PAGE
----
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What Are Crab Sticks?

Crab sticks usually contain little or none of the real thing.
Crab sticks are used in various cuisines.
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  • Written By: G. Wiesen
  • Edited By: Heather Bailey
  • Last Modified Date: 16 August 2014
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Crab sticks are pieces of imitation crab meat that have been pressed together into the shape of a stick, and often dyed to have a red color similar to a crab’s shell. This type of meat is often more affordable for use in seafood salads and similar dishes, and since it is cooked during its processing it can be eaten without further preparation. The type of meat used in the sticks can vary among locations and companies, though it is typically minced fish meat. Crab sticks are quite popular for use in a number of different cuisines, including the foods of various Asian nations and the US.

These sticks are often used in seafood salads, as they are precooked and can quickly be removed from packaging and cut into cubes or shredded to provide crab flavoring to a salad. Some types of sushi, such as California rolls, are also typically made using imitation crab meat, often from crab sticks. California rolls typically consist of imitation crab meat, cucumbers, and avocado or mango that is rolled with rice on the outside and often sprinkled with sesame seeds.

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This product is often marketed as “krab sticks,” due to legal regulations that have forced companies to no longer use the word “crab” on packaging for crab sticks that do not contain actual crab meat. In general, these sticks are made using fish meat, often a white fish with meat that is mild in flavor and can easily adopt artificial or natural crab flavors added to it. Most crab sticks made and sold in the US, for example, use white pollock from Alaska that is minced, often indicated by the Japanese word surimi, which means “minced fish.”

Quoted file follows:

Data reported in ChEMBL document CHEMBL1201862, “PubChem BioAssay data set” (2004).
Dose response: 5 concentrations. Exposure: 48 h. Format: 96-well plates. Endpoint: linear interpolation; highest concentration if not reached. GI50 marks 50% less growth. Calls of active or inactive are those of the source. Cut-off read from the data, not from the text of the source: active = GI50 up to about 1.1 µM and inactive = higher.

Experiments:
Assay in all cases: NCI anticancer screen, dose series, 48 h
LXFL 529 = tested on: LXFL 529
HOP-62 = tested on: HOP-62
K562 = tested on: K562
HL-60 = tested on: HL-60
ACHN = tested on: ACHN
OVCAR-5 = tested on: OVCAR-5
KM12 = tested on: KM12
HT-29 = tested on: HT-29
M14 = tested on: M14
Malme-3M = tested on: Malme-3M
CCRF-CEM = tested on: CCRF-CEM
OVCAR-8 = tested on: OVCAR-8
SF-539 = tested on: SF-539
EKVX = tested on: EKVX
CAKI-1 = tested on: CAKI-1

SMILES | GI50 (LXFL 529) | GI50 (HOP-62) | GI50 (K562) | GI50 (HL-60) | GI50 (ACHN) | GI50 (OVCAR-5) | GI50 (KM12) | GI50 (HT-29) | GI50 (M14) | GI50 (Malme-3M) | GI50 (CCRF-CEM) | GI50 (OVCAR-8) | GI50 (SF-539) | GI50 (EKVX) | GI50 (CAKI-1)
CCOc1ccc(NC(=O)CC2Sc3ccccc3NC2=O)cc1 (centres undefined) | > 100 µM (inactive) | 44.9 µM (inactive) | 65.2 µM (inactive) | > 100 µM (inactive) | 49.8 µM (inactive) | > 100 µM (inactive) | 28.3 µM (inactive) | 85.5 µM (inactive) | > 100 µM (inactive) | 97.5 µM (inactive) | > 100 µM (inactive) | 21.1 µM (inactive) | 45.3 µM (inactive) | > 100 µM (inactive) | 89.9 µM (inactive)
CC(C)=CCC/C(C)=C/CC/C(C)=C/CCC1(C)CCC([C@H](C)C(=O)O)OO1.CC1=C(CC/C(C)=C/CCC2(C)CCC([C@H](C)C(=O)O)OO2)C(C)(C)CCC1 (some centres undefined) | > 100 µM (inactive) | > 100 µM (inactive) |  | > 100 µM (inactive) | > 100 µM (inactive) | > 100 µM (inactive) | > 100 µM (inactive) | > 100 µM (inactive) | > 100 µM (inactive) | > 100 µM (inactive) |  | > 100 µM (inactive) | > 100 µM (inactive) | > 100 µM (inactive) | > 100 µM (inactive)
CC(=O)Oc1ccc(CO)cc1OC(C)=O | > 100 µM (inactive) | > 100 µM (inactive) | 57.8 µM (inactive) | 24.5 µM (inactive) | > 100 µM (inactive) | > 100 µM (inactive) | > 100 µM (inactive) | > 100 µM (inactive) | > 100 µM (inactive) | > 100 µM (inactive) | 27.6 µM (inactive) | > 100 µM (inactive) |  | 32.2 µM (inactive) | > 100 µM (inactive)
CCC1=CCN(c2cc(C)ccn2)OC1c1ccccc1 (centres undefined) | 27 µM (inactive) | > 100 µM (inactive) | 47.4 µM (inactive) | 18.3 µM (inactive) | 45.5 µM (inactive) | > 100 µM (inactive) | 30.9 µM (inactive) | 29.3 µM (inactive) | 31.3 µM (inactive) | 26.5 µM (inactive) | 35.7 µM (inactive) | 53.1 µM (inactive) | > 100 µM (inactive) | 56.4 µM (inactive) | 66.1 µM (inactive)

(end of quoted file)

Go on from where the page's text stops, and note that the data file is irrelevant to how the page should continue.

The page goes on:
The surimi for crab sticks is then typically processed with the addition of other ingredients, such as binding agents like egg whites, and then shaped to make the meat hold together in a rounded or rectangular stick shape. Crab flavoring is often added to this mixture, and this can include artificial flavors or natural flavor from crab stock. Once the crab sticks are assembled and flavored, they are often dipped into a dye bath to stain the outside red or orange to resemble the shell of a crab. During this process, the crab sticks are cooked, which means that though they must be stored in the refrigerator, they do not need any further preparation before being eaten.

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Discuss this Article

whiteplane
Post 2

My friend makes amazing fried crab sticks using frozen crab sticks that she buys at the store. She just breads them lightly and fries them up in a skillet. They are so rich and juicy and the sweetness of the crab comes out front and center.

I think that she got her crab stick recipe from the company that makes the batter she uses. A lot of times the recipes on the sides of boxes are no good but this one breaks the trend.

gravois
Post 1

I have tasted a number of delicious imitation crab recipes over the years and I don't think there is anything wrong with some canned crab or a crab stick. Artificial crab meat is one of the better meat substitutes and it tends to retain all the best parts of the crabs flavor.

Personally, I love to eat crab salad. Love to eat it like I could eat it every day. But fresh crab is so expensive and such a pain in the neck to prepare that it only makes sense to use imitation crab sticks.

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